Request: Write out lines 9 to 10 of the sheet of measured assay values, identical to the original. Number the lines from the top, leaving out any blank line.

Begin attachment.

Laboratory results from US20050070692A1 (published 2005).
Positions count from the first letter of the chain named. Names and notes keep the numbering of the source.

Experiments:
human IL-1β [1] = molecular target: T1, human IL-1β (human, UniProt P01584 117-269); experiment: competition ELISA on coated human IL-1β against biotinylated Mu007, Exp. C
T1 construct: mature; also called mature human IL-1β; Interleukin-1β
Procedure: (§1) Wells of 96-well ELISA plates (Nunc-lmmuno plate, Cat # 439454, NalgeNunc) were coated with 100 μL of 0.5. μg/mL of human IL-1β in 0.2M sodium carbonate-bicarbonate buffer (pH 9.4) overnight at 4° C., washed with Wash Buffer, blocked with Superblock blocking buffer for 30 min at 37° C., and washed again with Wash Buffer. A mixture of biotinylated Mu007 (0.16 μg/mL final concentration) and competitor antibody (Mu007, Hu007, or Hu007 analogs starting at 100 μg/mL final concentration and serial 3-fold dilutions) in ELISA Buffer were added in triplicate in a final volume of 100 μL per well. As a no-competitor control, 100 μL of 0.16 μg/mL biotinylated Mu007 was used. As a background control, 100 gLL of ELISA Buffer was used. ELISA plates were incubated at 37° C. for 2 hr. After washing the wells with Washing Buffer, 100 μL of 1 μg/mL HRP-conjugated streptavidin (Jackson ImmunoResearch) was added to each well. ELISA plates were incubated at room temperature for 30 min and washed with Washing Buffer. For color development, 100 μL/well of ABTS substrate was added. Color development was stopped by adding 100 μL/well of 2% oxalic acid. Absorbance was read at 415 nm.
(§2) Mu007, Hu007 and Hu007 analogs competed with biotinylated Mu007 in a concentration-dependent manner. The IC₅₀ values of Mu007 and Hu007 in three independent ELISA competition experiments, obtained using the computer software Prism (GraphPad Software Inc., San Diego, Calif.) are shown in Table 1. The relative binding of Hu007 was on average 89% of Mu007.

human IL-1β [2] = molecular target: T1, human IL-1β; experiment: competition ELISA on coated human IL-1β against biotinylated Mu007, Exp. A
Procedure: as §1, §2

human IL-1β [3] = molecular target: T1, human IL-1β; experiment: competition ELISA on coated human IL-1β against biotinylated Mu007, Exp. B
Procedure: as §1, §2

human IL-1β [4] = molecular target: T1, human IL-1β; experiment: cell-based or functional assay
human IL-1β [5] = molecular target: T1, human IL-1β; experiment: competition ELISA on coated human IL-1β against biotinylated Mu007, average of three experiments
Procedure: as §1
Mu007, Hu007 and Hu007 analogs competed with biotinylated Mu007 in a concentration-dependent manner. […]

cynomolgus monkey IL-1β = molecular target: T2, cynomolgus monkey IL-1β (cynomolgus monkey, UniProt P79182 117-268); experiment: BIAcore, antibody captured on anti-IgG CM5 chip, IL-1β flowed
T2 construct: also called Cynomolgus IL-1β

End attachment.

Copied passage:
Procedure: as §1, §2

human IL-1β [3] = molecular target: T1, human IL-1β; experiment: competition ELISA on coated human IL-1β against biotinylated Mu007, Exp. B